But *time* is more important than anything else.
To stay within the 1.5 to 2 degree warming window, we basically need to cut emissions in half in a decade or so, and bring them to near zero by 2050.

The best tools to do much of that are the tools we can deploy *today*.

For every year we wait, the job gets much, much harder.
That’s why I worry about pinning hope on technology that doesn’t seem realistically on the table right now.

We just don’t have a lot of time, and we have already squandered thirty years, and passed the >1 C mark.

In other words, as @DrKWilkinson says “Now is better than new”.
Read 4 tweets
18 Feb
Despite what some billionaires seem to think, climate change is a *time* problem, not a tech problem.

We already have the tech needed to solve the problem. We really do.

But what we don’t have is time to wait or waste.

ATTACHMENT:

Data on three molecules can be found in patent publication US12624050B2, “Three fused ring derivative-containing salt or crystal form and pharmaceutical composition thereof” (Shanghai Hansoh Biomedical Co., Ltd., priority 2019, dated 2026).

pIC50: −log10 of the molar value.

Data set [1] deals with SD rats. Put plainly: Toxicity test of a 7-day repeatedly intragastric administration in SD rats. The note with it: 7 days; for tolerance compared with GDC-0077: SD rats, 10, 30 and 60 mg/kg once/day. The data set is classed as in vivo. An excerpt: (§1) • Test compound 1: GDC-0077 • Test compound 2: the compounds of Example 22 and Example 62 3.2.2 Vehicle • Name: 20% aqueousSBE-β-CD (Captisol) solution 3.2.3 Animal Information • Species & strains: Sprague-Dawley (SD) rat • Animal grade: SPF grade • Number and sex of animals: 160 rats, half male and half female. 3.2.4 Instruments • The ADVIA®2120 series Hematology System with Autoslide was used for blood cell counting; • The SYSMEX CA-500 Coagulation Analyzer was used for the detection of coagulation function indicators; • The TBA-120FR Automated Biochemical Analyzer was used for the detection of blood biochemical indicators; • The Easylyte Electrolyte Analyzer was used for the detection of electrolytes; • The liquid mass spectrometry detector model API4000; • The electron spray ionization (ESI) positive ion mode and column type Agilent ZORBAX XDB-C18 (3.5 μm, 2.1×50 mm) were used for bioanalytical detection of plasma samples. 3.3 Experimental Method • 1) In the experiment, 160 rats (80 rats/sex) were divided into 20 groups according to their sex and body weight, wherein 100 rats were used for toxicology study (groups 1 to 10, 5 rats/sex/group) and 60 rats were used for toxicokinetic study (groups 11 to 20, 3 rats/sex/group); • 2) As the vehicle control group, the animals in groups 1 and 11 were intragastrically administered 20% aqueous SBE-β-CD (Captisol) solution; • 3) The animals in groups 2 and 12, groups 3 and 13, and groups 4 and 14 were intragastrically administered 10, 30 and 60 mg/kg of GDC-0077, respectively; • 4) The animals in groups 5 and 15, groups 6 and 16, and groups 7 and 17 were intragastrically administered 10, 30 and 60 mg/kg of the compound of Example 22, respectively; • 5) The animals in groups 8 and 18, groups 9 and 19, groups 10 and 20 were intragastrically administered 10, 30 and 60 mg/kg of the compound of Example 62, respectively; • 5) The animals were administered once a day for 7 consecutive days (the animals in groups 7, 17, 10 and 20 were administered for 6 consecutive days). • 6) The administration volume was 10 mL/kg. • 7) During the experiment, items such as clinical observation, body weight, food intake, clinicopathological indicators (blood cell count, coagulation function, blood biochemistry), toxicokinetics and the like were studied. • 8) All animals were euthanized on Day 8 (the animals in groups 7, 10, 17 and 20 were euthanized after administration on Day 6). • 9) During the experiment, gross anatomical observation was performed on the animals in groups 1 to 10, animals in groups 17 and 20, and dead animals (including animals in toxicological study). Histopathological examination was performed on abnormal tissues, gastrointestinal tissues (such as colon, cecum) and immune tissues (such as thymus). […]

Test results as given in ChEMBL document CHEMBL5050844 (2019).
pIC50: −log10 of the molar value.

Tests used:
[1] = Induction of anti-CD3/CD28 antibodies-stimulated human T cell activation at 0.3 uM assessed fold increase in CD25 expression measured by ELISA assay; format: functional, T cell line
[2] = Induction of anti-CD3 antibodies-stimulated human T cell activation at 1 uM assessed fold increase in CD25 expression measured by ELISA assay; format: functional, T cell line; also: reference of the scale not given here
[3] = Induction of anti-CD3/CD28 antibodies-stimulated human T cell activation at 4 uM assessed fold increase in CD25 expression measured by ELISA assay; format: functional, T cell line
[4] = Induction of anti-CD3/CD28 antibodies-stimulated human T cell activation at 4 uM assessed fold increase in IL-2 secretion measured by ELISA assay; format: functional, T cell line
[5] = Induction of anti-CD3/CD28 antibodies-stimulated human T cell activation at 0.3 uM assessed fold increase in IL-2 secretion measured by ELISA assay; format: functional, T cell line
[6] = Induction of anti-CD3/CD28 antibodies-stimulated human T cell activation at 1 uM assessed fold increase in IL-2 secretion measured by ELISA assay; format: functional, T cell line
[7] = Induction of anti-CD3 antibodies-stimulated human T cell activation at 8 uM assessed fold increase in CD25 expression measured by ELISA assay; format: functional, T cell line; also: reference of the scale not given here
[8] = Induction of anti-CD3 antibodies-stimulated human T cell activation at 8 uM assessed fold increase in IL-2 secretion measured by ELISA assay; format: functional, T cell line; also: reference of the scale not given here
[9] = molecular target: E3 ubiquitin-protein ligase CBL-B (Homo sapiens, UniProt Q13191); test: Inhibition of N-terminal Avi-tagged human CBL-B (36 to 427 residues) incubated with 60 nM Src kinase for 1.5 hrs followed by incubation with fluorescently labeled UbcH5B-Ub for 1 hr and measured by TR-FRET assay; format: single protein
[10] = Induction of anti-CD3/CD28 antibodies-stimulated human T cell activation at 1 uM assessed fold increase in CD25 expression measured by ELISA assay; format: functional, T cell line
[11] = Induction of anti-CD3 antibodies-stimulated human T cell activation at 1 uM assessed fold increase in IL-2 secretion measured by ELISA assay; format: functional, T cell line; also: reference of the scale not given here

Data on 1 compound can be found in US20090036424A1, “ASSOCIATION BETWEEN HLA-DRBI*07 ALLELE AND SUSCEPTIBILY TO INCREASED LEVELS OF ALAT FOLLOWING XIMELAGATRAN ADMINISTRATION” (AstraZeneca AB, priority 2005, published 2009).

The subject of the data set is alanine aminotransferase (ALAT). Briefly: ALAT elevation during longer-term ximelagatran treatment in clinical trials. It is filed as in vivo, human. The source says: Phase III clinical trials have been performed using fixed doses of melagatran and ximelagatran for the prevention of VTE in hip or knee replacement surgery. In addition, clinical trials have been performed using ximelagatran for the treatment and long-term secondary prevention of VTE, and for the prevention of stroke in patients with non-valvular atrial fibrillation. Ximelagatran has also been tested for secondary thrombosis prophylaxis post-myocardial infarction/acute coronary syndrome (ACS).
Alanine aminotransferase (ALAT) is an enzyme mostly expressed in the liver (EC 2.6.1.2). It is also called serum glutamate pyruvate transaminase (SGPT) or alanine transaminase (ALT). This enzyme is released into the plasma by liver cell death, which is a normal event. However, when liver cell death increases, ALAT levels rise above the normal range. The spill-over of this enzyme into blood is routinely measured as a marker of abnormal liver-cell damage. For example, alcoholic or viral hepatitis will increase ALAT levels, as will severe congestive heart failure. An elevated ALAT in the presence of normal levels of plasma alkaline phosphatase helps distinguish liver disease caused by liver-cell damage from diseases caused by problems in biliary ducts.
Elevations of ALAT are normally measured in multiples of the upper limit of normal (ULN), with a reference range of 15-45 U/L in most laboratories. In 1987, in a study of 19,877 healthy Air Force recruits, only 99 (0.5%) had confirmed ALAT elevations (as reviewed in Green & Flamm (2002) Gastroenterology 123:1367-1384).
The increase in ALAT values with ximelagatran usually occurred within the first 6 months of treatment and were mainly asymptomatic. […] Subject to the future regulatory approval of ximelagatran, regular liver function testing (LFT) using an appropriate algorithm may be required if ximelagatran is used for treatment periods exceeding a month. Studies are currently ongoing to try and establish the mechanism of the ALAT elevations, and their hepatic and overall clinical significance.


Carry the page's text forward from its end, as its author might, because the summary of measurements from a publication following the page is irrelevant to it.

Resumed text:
To clarify, I am glad that some technology R&D is happening for tools to scale existing solutions (making them cheaper, faster, better) and invent new ones.

But this should NOT become a reason to delay what we can do now, with the many effective solutions we have today.
No amount of technology, short of a time machine, can make up for the time we have already wasted debating and delaying action on climate change. And any additional delay, no matter the reason, is very problematic.
Read 4 tweets
15 Feb
Addressing climate change is like playing chess.

We need to use all the pieces, employ multiple strategies, and always see the whole board.

Sadly, we’re not doing that today.
To address climate change, without missing key solutions and opportunities (which we are largely ignoring today), we should consider learning some basic rules for “climate chess”.

Here is my thinking about the potential rule set...
The first rule of climate chess is this: The board is bigger than you think, and includes more than fossil fuels.